What power can I apply to make me a better man? What power can make enemies set aside their hatred? What power can heal the scars left by abuse or neglect? What power can free us from the chains of addiction or the self-destructive narratives that trap us in cycles of failure? What power can make society just and good? What power can we harness to restore hope and significance to those who have been pushed to society’s margins?
We once thought that an enlightened society ruled by a just and benevolent government would have the power to transform humanity, but as the recent riots in England demonstrate, our great achievements in democracy and the rule of law have failed to put a dent in envy, greed, and malice.
We once believed that psychiatry would unlock secret powers of the mind, but in the main it has failed to live up to its overly optimistic promises. Behind closed doors and down darkened streets, men and women debase and abuse themselves, exploit and dehumanize one another, or succumb to the fatalistic, hopeless certainty that nothing will ever change.
What power is there that can purify the human heart of its evil and self-destructive inclinations?
In Ephesians 3:20, Paul claims that the power of God can be “at work within us” through faith in Jesus Christ. Jesus spoke of that same power just before ascending to Heaven, when he promised his disciples:
But you will receive power when the Holy Spirit comes upon you. And you will be My witnesses, telling people about Me everywhere — in Jerusalem, throughout Judea, in Samaria, and to the ends of the earth. — Acts 1:8, NLT
Paul’s declaration that [God] is able to do immeasurably more than all we ask or imagine suggests that the powerlessness I sometimes feel in my own life may be evidence that I am going it alone, relying on my own strength. If I reject God’s participation, or if I give up and succumb to despair when problems seem overwhelming, I become powerless by my own choice.
But if God’s power is at work within me, as Paul claims, I should be experiencing something transformational and empowering, something above and beyond what can be accomplished by my own wits and skills. And indeed, I do, but honestly, I don’t experience that power as consistently as I would like. Certainly not as consistently as I need.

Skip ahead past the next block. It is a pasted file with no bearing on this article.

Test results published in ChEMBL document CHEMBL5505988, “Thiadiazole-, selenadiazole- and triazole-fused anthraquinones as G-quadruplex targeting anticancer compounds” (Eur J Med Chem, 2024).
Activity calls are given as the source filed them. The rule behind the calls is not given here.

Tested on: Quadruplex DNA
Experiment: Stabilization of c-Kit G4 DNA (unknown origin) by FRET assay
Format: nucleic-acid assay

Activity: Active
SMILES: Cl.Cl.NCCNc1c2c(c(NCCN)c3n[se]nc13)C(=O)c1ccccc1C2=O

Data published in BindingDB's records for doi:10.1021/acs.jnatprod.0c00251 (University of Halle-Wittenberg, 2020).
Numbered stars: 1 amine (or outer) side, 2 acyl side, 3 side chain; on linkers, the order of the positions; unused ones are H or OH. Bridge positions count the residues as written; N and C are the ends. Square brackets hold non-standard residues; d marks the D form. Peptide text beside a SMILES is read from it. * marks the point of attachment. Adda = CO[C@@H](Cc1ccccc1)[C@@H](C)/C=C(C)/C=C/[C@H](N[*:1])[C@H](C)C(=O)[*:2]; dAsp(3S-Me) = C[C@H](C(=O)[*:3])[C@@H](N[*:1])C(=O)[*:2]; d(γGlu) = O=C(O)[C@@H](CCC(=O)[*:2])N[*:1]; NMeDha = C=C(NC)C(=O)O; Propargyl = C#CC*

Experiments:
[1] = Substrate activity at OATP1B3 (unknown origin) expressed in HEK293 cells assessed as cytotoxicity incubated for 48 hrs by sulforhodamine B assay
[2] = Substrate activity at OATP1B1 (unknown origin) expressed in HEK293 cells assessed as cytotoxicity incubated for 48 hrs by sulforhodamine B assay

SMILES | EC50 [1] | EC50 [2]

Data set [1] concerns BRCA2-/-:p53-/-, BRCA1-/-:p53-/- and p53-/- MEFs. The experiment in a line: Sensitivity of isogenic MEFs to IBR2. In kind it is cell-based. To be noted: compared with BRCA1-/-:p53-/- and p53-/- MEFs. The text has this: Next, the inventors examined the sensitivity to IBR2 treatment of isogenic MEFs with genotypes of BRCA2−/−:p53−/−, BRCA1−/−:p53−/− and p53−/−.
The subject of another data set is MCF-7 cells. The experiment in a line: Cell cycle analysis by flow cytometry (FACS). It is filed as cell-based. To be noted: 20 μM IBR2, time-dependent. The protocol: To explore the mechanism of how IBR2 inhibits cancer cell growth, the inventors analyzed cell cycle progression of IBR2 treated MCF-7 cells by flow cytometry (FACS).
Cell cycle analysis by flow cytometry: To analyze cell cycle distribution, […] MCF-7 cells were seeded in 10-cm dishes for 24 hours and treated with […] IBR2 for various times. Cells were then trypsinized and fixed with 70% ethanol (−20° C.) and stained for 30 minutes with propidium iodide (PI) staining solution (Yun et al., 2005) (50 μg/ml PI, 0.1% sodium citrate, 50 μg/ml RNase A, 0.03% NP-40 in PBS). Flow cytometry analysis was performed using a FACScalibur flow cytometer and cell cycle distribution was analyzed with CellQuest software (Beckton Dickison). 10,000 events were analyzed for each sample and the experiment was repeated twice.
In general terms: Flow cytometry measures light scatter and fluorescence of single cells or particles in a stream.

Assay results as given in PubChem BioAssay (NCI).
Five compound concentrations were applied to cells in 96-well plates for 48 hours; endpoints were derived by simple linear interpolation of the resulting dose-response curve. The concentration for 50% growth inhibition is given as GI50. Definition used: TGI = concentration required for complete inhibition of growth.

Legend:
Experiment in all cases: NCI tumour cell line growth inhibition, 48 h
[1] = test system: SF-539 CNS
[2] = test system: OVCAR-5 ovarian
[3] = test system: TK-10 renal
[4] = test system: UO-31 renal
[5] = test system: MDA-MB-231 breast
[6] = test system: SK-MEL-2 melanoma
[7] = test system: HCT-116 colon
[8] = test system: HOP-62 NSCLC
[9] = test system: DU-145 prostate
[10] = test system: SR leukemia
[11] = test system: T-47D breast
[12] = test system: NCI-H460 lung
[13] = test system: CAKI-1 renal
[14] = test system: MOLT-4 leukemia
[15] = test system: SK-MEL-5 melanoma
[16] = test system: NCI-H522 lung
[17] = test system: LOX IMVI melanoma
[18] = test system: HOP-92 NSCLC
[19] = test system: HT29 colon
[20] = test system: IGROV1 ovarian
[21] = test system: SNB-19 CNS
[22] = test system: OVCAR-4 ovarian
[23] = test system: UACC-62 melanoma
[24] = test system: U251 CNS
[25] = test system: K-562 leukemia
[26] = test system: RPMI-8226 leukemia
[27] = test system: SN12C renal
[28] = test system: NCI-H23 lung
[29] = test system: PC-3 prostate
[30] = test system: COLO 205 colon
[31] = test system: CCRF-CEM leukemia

If I’m honest, I’m forced to admit that I too often take the reins from God, careening off in my own direction instead of following his lead. I too often hold back, preferring the well-worn ruts of the track I have always followed to the unknown and unfamiliar trail God would have me try.
And, frankly, I too often give in to hopelessness rather than daring to have faith that the God of Hope can transform society, can change the people around me, can even reach into my heart and change me, which is surely the toughest challenge of all.
I have experienced the transforming power of the Holy Spirit in my own life, and I continue to experience it daily as I pray for faith and humbly submit myself to God’s good purposes.
“Now to him who is able to do,” says Paul. God is able to do. He doesn’t attempt, he doesn’t try, he doesn’t promise to give it a whirl, he doesn’t pass the buck to his supervisor for a solution.
The Lord God who created the heavens and the earth lives within us. Through our faith in Jesus Christ, God is able. Through our faith in Jesus Christ, God can do immeasurably more than all we ask or imagine.
Change begins with hope, not hope in our own failed schemes to do better and be better, but hope in the power of God within us to lift us, strengthen us, empower us and change us.
Photo credit: Historical Society of Pennsylvania